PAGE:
Cloud computing startup Mesosphere made its mark early with large companies like Twitter and Netflix, and on Thursday the company got a fresh boost from two more tech giants: Microsoft and Hewlett Packard Enterprise.
Built on the open-source Apache Mesos project credited with helping Twitter kill its "Fail Whale," the company has closed US$73.5 million in a Series C funding round led by HPE, with participation from Microsoft as a new strategic investor.
Designed to help enterprises build microservices-based applications, run big-data systems and operate massive production container environments, Mesosphere's Datacenter Operating System (DCOS) is "the most exciting new enterprise operating system since Linux," said Lak Ananth, managing director at Hewlett Packard Ventures, in a statement.
HPE and Microsoft provided "the lion's share" of the funds in this latest round, said Matt Trifiro, Mesosphere's senior vice president, in an interview on Wednesday. The new infusion brings Mesosphere’s total funding to date to nearly $126 million.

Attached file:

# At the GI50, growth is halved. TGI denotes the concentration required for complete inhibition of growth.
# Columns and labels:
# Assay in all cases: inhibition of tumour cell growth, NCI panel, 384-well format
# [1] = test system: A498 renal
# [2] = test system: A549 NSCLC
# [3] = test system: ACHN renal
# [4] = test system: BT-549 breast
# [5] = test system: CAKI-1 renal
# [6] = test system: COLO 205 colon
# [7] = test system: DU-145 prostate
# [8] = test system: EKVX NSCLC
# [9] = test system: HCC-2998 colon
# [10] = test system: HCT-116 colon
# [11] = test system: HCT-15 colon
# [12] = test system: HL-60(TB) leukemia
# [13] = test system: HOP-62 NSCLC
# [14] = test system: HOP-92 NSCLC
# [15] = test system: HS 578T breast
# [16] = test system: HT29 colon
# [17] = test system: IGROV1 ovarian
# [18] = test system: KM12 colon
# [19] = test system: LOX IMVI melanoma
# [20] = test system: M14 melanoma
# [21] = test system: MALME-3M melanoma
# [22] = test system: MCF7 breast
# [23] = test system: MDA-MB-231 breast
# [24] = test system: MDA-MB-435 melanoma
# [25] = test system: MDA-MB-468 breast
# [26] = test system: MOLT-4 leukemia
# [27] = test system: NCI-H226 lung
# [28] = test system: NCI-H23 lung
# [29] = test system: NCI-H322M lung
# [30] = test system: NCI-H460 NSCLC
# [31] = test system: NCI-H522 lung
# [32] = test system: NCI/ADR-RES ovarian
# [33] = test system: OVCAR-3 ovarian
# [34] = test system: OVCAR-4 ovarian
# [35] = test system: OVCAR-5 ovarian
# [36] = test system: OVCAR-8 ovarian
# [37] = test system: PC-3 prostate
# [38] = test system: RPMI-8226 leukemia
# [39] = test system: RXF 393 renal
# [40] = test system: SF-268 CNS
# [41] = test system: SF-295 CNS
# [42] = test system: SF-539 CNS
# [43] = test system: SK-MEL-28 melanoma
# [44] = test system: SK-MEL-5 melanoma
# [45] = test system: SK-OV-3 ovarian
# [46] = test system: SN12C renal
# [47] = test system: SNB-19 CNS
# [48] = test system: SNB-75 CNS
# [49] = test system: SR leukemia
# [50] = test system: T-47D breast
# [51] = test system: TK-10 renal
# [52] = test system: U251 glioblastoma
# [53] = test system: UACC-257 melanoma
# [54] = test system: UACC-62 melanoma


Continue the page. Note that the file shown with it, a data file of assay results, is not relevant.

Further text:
DCOS is used at a massive scale by customers including Verizon. It's also a key component of Microsoft's Azure Container Service. The open-source core of DCOS, Apache Mesos, was the platform on which Apache Spark was built as well.
"Mesosphere is at the center of three of the biggest tech trends today: cloud, containerization and microservices,” said Scott Guthrie, executive vice president of Microsoft’s Cloud and Enterprise division, in a statement. DCOS is preferred by Microsoft's enterprise customers because of the maturity of its container orchestration technology, he added.
The strategic investment from HPE and Microsoft is "a validation of Mesosphere's container orchestration and DCOS software," said Jay Lyman, a research manager with 451 Research.
Container scheduling, management and orchestration technologies are increasingly critical in enterprises, Lyman added.
In addition to forming the basis for Microsoft's Azure Container Service, DCOS will also soon run on Windows Server as well as Linux thanks to the collaboration between the two firms, Trifiro said. That technology is expected to enter beta later this quarter.
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